We gathered at our home with Oma, 84-year-old Hilde Maeckle, a German immigrant and the family matriarch, to celebrate the November birthday of Nicolas, our oldest son. Oma’s only son and my wife’s older brother, Mike Maeckle, a resident of Whitefish, MT, was there, too. Mike happens to be staying with us while in Texas, calling on customers for the sign company that employs him as a national sales representative.
Nicolas and his younger brother, Alex, also present at the dinner, have lived privileged lives and they know it. Both are making the most of it. Both accompanied us to the polls as little boys and both vote regularly as adults. Both are civically engaged in their neighborhood and in the city. Some of it was parenting, and some of it was learning critical thinking skills (and history) from their many good teachers.
Nicolas graduated from the School of Architecture at UT-Austin and then the Graduate School of Design at Harvard. Alex, after two years in a music conservatory and part of a year studying at the Sorbonne in Paris, graduated with a history degree from Texas State University and now teaches full-time at a local high school while enrolled in Trinity University’s Master of Education Leadership program.
Mike Maeckle is a hard-working family man with a high school education who self identifies as a Republican. He set the dinner conversation agenda by declaring his refusal to vote in this presidential election, and then threw gasoline on the fire by declaring how a college education is highly overrated compared to learning life skills “on the streets.”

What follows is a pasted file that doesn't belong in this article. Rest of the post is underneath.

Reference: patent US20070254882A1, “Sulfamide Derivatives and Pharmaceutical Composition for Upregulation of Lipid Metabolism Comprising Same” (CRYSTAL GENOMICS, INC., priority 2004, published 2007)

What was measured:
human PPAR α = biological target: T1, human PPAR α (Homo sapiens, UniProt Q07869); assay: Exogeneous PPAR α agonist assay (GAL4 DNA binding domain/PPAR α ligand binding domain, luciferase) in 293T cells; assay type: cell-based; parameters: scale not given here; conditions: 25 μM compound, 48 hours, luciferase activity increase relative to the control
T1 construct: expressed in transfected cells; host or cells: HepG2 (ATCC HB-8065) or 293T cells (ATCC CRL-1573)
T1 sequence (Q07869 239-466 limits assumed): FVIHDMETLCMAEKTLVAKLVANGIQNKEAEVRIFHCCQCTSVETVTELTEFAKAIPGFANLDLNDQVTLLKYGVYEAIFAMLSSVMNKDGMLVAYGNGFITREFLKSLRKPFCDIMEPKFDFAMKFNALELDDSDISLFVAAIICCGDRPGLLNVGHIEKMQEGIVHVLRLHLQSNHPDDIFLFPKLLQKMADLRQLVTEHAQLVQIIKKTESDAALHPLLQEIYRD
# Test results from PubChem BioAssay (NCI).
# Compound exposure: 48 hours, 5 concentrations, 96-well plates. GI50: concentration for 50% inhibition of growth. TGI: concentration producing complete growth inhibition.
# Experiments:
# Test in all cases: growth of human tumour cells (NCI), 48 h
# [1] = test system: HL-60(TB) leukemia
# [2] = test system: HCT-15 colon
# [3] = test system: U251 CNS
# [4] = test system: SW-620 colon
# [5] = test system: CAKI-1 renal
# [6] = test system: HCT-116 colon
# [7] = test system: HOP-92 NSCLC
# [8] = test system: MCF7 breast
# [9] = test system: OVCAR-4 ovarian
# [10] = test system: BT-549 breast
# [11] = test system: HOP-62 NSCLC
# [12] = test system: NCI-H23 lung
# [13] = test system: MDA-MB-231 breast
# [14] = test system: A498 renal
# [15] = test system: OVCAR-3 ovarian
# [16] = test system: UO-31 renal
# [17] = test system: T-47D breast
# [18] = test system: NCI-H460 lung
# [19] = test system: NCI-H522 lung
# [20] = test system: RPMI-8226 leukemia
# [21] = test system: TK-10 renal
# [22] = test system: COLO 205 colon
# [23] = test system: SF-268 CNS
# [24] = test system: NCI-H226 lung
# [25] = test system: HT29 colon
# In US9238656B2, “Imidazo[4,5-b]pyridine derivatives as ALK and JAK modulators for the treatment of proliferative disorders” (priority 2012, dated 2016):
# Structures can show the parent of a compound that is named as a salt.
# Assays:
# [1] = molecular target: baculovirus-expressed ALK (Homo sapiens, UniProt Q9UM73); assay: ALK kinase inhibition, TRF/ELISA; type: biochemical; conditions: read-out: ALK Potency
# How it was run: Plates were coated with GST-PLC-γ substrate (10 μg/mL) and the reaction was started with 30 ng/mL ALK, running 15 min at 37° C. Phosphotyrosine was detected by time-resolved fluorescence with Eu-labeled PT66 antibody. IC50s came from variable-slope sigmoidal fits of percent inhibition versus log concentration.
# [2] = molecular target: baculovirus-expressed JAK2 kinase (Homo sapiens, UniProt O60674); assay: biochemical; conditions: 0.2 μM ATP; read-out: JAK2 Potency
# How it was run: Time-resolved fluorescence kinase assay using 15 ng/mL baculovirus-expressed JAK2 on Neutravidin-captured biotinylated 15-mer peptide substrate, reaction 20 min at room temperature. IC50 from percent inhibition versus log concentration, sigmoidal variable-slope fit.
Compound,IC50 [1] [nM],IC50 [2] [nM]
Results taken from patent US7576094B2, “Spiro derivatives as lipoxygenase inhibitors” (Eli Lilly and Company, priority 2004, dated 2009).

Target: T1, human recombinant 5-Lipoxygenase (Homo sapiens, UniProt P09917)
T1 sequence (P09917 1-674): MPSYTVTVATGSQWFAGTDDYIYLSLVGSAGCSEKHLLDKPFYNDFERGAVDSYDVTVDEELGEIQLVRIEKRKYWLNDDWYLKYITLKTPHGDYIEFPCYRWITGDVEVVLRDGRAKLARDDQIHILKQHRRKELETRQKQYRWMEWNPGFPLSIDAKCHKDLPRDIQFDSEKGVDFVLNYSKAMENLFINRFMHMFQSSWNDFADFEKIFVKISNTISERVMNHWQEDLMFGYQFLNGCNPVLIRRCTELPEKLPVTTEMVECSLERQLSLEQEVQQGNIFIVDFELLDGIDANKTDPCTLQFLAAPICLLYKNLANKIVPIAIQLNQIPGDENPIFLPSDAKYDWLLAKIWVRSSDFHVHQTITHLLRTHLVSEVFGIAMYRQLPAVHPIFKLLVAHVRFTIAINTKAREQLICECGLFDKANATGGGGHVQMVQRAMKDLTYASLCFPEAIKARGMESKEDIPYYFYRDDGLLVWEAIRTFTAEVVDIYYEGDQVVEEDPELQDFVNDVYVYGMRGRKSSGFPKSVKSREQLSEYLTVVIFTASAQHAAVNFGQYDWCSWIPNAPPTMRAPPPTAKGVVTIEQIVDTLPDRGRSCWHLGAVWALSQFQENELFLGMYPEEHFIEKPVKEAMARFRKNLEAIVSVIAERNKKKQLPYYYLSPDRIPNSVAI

I felt compelled to disagree and to do so with authority. Alas, I was on kitchen clean-up duty and reduced to observer. No one seemed to notice my absence. No matter. I listened with pride as our two sons took turns articulating with passion and reason their strong disagreement with his decision to not vote and his misguided belief that a college education was of little value.
Poor Oma sat uncomfortably by, saying little, ducking the crossfire with finesse and tact. Relatively little wine had been consumed and voices were not raised (much) and, thankfully, no feelings were hurt.
I paused from my dish washing duty to tell Mike that, in my own experience, reading deeply takes you into worlds you will otherwise never visit. My friends with a gift for mathematics and science tell me the same thing. I wish Mike, like me, would try college as an adult and learn what a pleasure learning can be when one is ready.
Our dinner was a microcosm of our society 227 years after Washington first was elected. Where we find ourselves in 2016 is not, in my opinion, a particularly good moment in the history of the republic. We are a democracy in desperate need of regeneration.
Dinner at the Maeckle-Rivard house, thankfully, ended amicably. Unlike Adams and Jefferson, we will not suffer years of frayed fraternal or family bonds.
To take the last word (the privilege of those who write): lifelong learning is wonderful, and so is voting and civic engagement. They are, I believe linked. It’s as important for people of all socio-economic, race, and ethnic groups, and all political persuasions to vote. Texas would be a far healthier state for all its residents if it were to become a two-party state no longer artificially controlled by one party’s gerrymandering.
The start of a new day begins with everyone who has not yet voted turning out Tuesday to participate in a majestic event that continues this country’s long record of choosing its leaders and experiencing the peaceful transition of power.